No good whining, this phenomenon is here to stay

NO MATTER how hurtfully Australian wine producers may disparage New Zealand sauvignon blanc and lament their loss of market share to this all-consuming tsunami, it is all fair in wine and war. Marlborough sauvignon blanc sells because people like the way it tastes.

End of story.

We can argue and debate exactly why people enjoy it ’til the sheep come home, but you cannot dispute the democracy of popular taste.

Over many a Coopers Green Label in the back of Adelaide Hills wineries at smoko, the Aussie winemen and women may agree that residual sugar or clever marketing has hoodwinked the public. They may scoff that the herbaceous flavours are the result of unripe grapes and over-cropped vines. But the fact remains that it’s just as legit a wine as Clare Valley riesling, and people love it.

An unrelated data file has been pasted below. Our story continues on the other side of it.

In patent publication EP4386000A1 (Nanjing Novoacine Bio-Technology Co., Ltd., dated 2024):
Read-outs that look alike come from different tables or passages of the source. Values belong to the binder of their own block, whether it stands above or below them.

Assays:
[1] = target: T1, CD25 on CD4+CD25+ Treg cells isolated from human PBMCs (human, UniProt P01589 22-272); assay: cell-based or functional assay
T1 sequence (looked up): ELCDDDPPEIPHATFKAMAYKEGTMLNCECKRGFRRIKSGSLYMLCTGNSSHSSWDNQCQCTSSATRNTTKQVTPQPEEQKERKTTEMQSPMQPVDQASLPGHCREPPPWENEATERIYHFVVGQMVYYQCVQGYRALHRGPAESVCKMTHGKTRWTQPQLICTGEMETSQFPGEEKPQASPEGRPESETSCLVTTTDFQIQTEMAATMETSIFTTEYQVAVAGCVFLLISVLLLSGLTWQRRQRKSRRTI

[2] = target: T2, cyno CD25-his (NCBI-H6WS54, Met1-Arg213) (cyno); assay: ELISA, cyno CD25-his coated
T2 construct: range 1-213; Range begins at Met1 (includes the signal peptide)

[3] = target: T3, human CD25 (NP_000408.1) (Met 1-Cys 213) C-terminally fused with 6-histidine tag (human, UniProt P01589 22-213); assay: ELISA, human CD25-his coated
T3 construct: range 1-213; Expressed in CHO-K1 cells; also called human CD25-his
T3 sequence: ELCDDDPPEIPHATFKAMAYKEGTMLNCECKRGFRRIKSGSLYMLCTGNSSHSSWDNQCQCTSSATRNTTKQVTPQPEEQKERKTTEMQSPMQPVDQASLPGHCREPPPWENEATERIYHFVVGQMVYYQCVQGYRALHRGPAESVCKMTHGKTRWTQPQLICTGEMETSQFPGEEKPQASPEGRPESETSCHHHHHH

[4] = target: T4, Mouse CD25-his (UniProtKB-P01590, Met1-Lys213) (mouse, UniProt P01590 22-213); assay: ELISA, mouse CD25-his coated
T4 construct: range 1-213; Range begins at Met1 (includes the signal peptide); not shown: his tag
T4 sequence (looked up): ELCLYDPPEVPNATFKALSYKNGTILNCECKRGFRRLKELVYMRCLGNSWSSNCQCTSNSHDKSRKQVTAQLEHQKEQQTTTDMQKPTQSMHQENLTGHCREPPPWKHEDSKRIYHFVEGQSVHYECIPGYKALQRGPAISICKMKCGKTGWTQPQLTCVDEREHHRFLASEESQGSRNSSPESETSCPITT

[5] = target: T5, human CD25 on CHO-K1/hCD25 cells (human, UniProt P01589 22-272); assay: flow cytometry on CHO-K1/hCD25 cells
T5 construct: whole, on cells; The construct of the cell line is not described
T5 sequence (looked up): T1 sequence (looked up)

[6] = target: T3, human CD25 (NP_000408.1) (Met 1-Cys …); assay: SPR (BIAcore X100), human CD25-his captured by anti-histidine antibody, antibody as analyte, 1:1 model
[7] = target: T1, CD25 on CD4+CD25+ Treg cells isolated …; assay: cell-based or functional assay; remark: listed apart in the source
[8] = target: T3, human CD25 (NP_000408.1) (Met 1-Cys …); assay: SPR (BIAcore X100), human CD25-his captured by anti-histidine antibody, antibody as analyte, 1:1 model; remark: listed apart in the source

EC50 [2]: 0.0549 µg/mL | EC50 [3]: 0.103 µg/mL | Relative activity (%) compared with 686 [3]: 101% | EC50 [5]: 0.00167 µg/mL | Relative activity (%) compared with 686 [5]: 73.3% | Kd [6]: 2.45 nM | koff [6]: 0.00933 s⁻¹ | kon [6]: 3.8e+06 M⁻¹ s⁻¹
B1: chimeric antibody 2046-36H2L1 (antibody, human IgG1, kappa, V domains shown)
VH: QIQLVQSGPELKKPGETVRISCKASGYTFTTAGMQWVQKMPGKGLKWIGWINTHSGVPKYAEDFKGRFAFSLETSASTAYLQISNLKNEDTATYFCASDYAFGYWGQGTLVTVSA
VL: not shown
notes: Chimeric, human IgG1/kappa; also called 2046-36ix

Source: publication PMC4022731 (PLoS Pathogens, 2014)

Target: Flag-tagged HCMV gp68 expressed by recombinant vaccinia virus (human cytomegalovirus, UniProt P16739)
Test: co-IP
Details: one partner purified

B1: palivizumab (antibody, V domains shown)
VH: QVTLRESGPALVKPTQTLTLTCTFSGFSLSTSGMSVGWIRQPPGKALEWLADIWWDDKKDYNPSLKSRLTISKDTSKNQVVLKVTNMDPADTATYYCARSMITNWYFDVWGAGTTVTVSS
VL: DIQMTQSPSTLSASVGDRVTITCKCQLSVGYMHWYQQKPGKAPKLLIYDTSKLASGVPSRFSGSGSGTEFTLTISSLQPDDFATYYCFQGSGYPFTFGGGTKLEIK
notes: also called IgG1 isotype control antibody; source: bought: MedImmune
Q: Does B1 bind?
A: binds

They love its pungency, yes, and that tropical, passionfruit, sweaty, grassy pungency is unmistakeable; distinctive; so obvious that it’s hard to mistake it for any other wine. Easy to identify. And people like that about it.

There is something magical about the intersection of climate, geology and the sauvignon blanc grapevine in Marlborough that’s resulted in a global phenomenon the likes of which the world has not seen before.  Love it or hate it, it is real, and it’s here to stay.

The story No good whining, this phenomenon is here to stay first appeared on The Sydney Morning Herald.

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